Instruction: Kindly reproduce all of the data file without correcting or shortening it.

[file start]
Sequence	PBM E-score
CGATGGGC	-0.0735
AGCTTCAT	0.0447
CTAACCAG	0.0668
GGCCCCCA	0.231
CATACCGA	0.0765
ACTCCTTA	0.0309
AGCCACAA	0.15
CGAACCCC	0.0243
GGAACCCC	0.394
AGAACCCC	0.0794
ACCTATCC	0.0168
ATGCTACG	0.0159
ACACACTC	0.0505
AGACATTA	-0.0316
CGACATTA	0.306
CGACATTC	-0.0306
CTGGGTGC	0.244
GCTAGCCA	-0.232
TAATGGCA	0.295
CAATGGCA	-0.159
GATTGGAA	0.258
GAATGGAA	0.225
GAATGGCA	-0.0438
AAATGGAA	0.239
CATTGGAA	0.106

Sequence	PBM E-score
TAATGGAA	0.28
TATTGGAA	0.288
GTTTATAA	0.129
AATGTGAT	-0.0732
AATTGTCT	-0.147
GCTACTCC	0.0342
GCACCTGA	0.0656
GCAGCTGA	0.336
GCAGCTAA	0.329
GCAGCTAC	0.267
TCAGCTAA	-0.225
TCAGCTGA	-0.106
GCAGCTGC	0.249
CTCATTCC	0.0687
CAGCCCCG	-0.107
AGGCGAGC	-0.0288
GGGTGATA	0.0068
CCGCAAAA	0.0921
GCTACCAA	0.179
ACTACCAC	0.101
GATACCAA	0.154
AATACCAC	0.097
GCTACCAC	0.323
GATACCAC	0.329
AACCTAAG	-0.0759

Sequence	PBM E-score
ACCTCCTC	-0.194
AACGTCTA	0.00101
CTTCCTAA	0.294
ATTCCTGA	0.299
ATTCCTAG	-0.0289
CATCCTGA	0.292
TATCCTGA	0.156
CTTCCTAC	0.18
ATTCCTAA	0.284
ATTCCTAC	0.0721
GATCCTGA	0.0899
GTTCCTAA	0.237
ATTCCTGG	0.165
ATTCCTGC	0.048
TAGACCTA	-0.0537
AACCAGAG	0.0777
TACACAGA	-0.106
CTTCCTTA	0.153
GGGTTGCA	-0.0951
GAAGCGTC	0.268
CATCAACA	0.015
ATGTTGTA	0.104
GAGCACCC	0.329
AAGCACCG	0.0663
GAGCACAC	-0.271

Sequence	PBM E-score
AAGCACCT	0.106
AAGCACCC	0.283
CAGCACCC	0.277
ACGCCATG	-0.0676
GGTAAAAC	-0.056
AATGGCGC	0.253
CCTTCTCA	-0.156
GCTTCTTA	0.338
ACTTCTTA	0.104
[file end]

Sequence	PBM E-score
CGATGGGC	-0.0735
AGCTTCAT	0.0447
CTAACCAG	0.0668
GGCCCCCA	0.231
CATACCGA	0.0765
ACTCCTTA	0.0309
AGCCACAA	0.15
CGAACCCC	0.0243
GGAACCCC	0.394
AGAACCCC	0.0794
ACCTATCC	0.0168
ATGCTACG	0.0159
ACACACTC	0.0505
AGACATTA	-0.0316
CGACATTA	0.306
CGACATTC	-0.0306
CTGGGTGC	0.244
GCTAGCCA	-0.232
TAATGGCA	0.295
CAATGGCA	-0.159
GATTGGAA	0.258
GAATGGAA	0.225
GAATGGCA	-0.0438
AAATGGAA	0.239
CATTGGAA	0.106

Sequence	PBM E-score
TAATGGAA	0.28
TATTGGAA	0.288
GTTTATAA	0.129
AATGTGAT	-0.0732
AATTGTCT	-0.147
GCTACTCC	0.0342
GCACCTGA	0.0656
GCAGCTGA	0.336
GCAGCTAA	0.329
GCAGCTAC	0.267
TCAGCTAA	-0.225
TCAGCTGA	-0.106
GCAGCTGC	0.249
CTCATTCC	0.0687
CAGCCCCG	-0.107
AGGCGAGC	-0.0288
GGGTGATA	0.0068
CCGCAAAA	0.0921
GCTACCAA	0.179
ACTACCAC	0.101
GATACCAA	0.154
AATACCAC	0.097
GCTACCAC	0.323
GATACCAC	0.329
AACCTAAG	-0.0759

Sequence	PBM E-score
ACCTCCTC	-0.194
AACGTCTA	0.00101
CTTCCTAA	0.294
ATTCCTGA	0.299
ATTCCTAG	-0.0289
CATCCTGA	0.292
TATCCTGA	0.156
CTTCCTAC	0.18
ATTCCTAA	0.284
ATTCCTAC	0.0721
GATCCTGA	0.0899
GTTCCTAA	0.237
ATTCCTGG	0.165
ATTCCTGC	0.048
TAGACCTA	-0.0537
AACCAGAG	0.0777
TACACAGA	-0.106
CTTCCTTA	0.153
GGGTTGCA	-0.0951
GAAGCGTC	0.268
CATCAACA	0.015
ATGTTGTA	0.104
GAGCACCC	0.329
AAGCACCG	0.0663
GAGCACAC	-0.271

Sequence	PBM E-score
AAGCACCT	0.106
AAGCACCC	0.283
CAGCACCC	0.277
ACGCCATG	-0.0676
GGTAAAAC	-0.056
AATGGCGC	0.253
CCTTCTCA	-0.156
GCTTCTTA	0.338
ACTTCTTA	0.104